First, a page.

3Medicare will cover BRCA-testing for an adopted individual with breast cancer diagnosed ≤50 y, that is suspicious of being a BRCA-related cancer. Individuals with limited family history/structure, defined as fewer than 2 female first- or second-degree relatives having lived beyond age 45 in either lineage may also be eligible for BRCA gene testing. Similar to all testing, these situations require explanation of medical necessity for BRCA testing in the patient's medical record, and documentation of genetic counseling prior to BRCA testing.
4Testing for Ashkenazi Jewish founder-specific mutations should be performed first. Comprehensive BRCA1/2 testing may be considered if ancestry also includes non-Ashkenazi Jewish relatives or if any of the other BRCA-related criteria are met.
5NCCN defines blood relative as first- (parents, siblings and children), second- (grandparents, aunts, uncles, nieces and nephews, grandchildren and half-siblings), and third degree-relatives (great-grandparents, great-aunts, great uncles, great grandchildren and first cousins) on same side of family.
The indications and limitations of coverage listed in National Coverage Determination (NCD) 90.2 (Next Generation Sequencing- NGS) apply to genetic testing for susceptibility to breast or ovarian cancer. While the NGS NCD Section 90.2 B describes specific coverage criteria for nationally covered tests, Section 90.2 D permits coverage of other NGS as a diagnostic laboratory test for patients with cancer when performed and ordered according to the requirements described by the NCD. According to Section D of the NGS NCD, AB Medicare Administrative Contractors (AB MACs) may cover next generation sequencing tests in patients with cancer. As such, genetic testing for susceptibility to breast or ovarian cancer with multi-gene NGS panels (not otherwise covered under NCD 90.2 Section B) may be covered by this AB MAC as reasonable and necessary when ALL of the NCD criteria are met in addition to the following:
- Pretest genetic counseling by a cancer genetics professional has been performed and posttest genetic counseling by a cancer genetics professional meeting NCCN accreditation criteria is planned;
- All genes in the panel are relevant to the personal and family history for the individual being tested (panels with genes that are not relevant to the individual’s personal and family history are not reasonable and necessary);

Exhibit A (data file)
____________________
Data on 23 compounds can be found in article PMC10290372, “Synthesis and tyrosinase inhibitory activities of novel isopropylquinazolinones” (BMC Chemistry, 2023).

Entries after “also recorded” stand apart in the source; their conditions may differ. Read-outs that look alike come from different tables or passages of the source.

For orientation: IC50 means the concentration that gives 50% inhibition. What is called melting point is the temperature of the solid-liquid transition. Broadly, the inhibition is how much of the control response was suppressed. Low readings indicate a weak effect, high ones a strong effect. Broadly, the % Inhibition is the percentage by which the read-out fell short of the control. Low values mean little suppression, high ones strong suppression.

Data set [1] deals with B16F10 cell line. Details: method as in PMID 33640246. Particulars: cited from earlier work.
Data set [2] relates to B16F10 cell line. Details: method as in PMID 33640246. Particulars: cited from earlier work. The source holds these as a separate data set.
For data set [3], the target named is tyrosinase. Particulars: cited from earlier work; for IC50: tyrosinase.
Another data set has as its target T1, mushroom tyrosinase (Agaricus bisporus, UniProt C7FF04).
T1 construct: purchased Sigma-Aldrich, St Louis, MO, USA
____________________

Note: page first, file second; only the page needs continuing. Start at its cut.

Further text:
- Criteria listed under "Personal History of Female Breast Cancer" and/or "Personal History of Other Cancer" are met.
- Individual also meets criteria for at least ONE hereditary cancer syndrome for which NCCN guidelines provide clear testing criteria and management recommendations, including but not limited to HBOC, LiFraumeni Syndrome, Cowden Syndrome, or Lynch Syndrome.
*** While not required for payment, NCCN Guidelines recommend referral to a cancer genetics professional with expertise and experience in cancer genetics prior to genetic testing and after genetic testing. Examples of cancer genetics professionals with expertise and experience in cancer genetics include: an American Board of Medical Genetics or American Board of Genetic Counseling certified or board eligible Clinical Geneticist, Medical Geneticist or Genetic Counselor not employed by a commercial genetic testing laboratory (excludes individuals employed by or contracted with a laboratory that is part of an Integrated Health System which routinely delivers health care services beyond just the laboratory test itself as these individuals are also considered independent); medical oncologist, obstetrician-gynecologist or other physician trained in medical cancer genetics, a genetic nurse credentialed as either a Genetic Clinical Nurse (GCN) or an Advanced Practice Nurse in Genetics (APGN) by either the Genetic Nursing Credentialing Commission (GNCC) or the American Nurses Credentialing Center (ANCC) who is not employed by a commercial genetic testing laboratory (excludes individuals employed by or contracted with a laboratory that is part of an Integrated Health System which routinely delivers health care services beyond just the laboratory test itself as these individuals are also considered independent).